McDonald's pressured to hike pay as Wal-Mart raises, economy improves
By Lisa Baertlein
(Reuters) - McDonald's Corp and its franchisees may have few options but to begin raising hourly wages as an improving U.S. economy creates competition for good workers and as mega-employer Wal-Mart Stores Inc sets a higher bar on pay, according to labor experts.
The pressure comes at a particularly difficult time for the world's biggest fast-food chain. McDonald's and its roughly 3,000 U.S. franchisees are fighting to break a long streak of lackluster sales that has made it virtually impossible to boost prices on its famous hamburgers and french fries to cover higher labor costs.
McDonald's declined comment. It referred reporters to a December statement saying that franchisees set wages for roughly 90 percent of the chain's more than 14,000 U.S. restaurants. McDonald's Corp says it can increase pay only in the small number of restaurants it operates.
Wal-Mart on Thursday said it would increase entry-level pay to $9 an hour, a move it estimated would cost $1 billion and affect some 500,000 employees.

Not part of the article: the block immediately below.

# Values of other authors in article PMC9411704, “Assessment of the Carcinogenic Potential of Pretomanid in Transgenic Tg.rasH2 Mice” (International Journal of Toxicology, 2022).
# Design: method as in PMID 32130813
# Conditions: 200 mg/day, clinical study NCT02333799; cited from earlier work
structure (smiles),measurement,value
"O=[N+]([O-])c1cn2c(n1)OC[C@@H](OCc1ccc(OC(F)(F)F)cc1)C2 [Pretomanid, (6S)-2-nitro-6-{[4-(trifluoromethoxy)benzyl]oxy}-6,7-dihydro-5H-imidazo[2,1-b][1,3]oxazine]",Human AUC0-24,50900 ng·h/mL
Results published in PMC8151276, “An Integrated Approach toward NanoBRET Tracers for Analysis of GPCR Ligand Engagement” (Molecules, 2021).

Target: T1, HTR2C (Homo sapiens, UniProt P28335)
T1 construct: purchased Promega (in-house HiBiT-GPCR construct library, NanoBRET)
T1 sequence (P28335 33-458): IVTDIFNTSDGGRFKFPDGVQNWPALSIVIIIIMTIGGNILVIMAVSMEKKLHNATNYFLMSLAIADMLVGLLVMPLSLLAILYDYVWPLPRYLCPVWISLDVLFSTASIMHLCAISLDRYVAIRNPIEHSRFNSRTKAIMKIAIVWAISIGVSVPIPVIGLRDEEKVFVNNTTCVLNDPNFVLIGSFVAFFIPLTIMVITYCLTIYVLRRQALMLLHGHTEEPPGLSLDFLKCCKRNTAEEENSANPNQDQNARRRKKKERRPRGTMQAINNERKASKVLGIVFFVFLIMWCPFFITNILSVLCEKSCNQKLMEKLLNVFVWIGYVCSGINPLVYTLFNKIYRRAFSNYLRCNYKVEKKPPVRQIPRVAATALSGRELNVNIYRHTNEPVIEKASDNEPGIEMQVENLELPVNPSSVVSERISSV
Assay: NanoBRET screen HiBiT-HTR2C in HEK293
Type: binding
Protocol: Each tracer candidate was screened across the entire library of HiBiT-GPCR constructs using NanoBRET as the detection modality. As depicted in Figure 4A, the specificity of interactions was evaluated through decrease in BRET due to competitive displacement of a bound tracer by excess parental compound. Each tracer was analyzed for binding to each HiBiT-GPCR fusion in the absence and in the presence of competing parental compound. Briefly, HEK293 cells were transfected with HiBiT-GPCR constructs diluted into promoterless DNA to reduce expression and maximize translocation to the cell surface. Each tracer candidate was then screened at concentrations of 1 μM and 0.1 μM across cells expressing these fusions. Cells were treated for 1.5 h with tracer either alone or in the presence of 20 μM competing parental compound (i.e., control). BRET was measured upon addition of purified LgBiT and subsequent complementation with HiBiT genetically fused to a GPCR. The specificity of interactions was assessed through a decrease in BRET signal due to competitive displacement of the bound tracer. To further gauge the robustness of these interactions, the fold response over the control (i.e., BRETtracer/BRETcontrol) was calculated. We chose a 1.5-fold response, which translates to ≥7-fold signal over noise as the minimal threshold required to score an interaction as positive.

Gary Chaison, professor of industrial relations at Clark University in Worcester, Massachusetts, said there is substantial overlap between fast-food and Wal-Mart workers in smaller communities.
"They are going to have to raise their wages," Chaison said of the fast-food chains in those locations. "They cannot afford to be unstaffed."
Wal-Mart, the world's biggest retailer, and McDonald's have been the target of frequent protests by union-supported hourly workers demanding that their pay be increased to $15 per hour from an average that is closer to the federal minimum wage of $7.25 per hour.
While supporters of those campaigns declared victory following Thursday's Wal-Mart announcement, economists said it reflected an improving U.S. economy that has added more than a million jobs over the past three months, a performance unmatched since the late 1990s. Continued...